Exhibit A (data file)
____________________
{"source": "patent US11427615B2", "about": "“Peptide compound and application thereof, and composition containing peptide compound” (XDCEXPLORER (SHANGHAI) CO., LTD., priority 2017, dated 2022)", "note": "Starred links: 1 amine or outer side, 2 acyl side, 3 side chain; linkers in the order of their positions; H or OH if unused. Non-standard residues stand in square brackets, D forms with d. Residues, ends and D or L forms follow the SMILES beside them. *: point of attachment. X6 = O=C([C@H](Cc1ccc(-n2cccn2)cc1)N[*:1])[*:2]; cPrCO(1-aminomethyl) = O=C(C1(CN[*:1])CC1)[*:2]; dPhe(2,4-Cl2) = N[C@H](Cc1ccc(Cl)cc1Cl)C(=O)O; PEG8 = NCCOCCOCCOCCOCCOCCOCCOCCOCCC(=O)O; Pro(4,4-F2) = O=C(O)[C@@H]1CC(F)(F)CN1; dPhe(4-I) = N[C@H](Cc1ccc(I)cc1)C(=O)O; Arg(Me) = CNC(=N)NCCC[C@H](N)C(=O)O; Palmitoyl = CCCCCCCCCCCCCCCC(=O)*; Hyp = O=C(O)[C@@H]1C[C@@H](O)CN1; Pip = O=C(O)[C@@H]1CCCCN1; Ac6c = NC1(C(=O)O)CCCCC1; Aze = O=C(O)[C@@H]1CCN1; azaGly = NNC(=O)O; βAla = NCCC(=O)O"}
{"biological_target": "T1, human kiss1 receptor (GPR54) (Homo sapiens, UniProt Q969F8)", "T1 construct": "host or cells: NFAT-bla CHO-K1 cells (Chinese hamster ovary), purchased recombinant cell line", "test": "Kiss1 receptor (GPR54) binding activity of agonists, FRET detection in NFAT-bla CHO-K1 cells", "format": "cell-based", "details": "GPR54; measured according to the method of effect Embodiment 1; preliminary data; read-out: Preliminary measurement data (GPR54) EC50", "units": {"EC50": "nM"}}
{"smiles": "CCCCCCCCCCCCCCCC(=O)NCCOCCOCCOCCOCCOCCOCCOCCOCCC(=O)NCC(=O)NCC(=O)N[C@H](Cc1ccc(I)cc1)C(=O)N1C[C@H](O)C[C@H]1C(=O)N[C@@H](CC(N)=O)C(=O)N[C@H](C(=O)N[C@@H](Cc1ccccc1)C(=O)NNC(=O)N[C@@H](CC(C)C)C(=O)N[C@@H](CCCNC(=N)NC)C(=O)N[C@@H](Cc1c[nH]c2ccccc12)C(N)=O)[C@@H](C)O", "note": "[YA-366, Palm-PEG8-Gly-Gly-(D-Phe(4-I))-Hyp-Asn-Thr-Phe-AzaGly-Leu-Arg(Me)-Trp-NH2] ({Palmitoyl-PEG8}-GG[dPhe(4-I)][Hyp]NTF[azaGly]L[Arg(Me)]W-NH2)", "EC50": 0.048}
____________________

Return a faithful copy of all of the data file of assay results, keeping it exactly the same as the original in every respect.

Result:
{"source": "patent US11427615B2", "about": "“Peptide compound and application thereof, and composition containing peptide compound” (XDCEXPLORER (SHANGHAI) CO., LTD., priority 2017, dated 2022)", "note": "Starred links: 1 amine or outer side, 2 acyl side, 3 side chain; linkers in the order of their positions; H or OH if unused. Non-standard residues stand in square brackets, D forms with d. Residues, ends and D or L forms follow the SMILES beside them. *: point of attachment. X6 = O=C([C@H](Cc1ccc(-n2cccn2)cc1)N[*:1])[*:2]; cPrCO(1-aminomethyl) = O=C(C1(CN[*:1])CC1)[*:2]; dPhe(2,4-Cl2) = N[C@H](Cc1ccc(Cl)cc1Cl)C(=O)O; PEG8 = NCCOCCOCCOCCOCCOCCOCCOCCOCCC(=O)O; Pro(4,4-F2) = O=C(O)[C@@H]1CC(F)(F)CN1; dPhe(4-I) = N[C@H](Cc1ccc(I)cc1)C(=O)O; Arg(Me) = CNC(=N)NCCC[C@H](N)C(=O)O; Palmitoyl = CCCCCCCCCCCCCCCC(=O)*; Hyp = O=C(O)[C@@H]1C[C@@H](O)CN1; Pip = O=C(O)[C@@H]1CCCCN1; Ac6c = NC1(C(=O)O)CCCCC1; Aze = O=C(O)[C@@H]1CCN1; azaGly = NNC(=O)O; βAla = NCCC(=O)O"}
{"biological_target": "T1, human kiss1 receptor (GPR54) (Homo sapiens, UniProt Q969F8)", "T1 construct": "host or cells: NFAT-bla CHO-K1 cells (Chinese hamster ovary), purchased recombinant cell line", "test": "Kiss1 receptor (GPR54) binding activity of agonists, FRET detection in NFAT-bla CHO-K1 cells", "format": "cell-based", "details": "GPR54; measured according to the method of effect Embodiment 1; preliminary data; read-out: Preliminary measurement data (GPR54) EC50", "units": {"EC50": "nM"}}
{"smiles": "CCCCCCCCCCCCCCCC(=O)NCCOCCOCCOCCOCCOCCOCCOCCOCCC(=O)NCC(=O)NCC(=O)N[C@H](Cc1ccc(I)cc1)C(=O)N1C[C@H](O)C[C@H]1C(=O)N[C@@H](CC(N)=O)C(=O)N[C@H](C(=O)N[C@@H](Cc1ccccc1)C(=O)NNC(=O)N[C@@H](CC(C)C)C(=O)N[C@@H](CCCNC(=N)NC)C(=O)N[C@@H](Cc1c[nH]c2ccccc12)C(N)=O)[C@@H](C)O", "note": "[YA-366, Palm-PEG8-Gly-Gly-(D-Phe(4-I))-Hyp-Asn-Thr-Phe-AzaGly-Leu-Arg(Me)-Trp-NH2] ({Palmitoyl-PEG8}-GG[dPhe(4-I)][Hyp]NTF[azaGly]L[Arg(Me)]W-NH2)", "EC50": 0.048}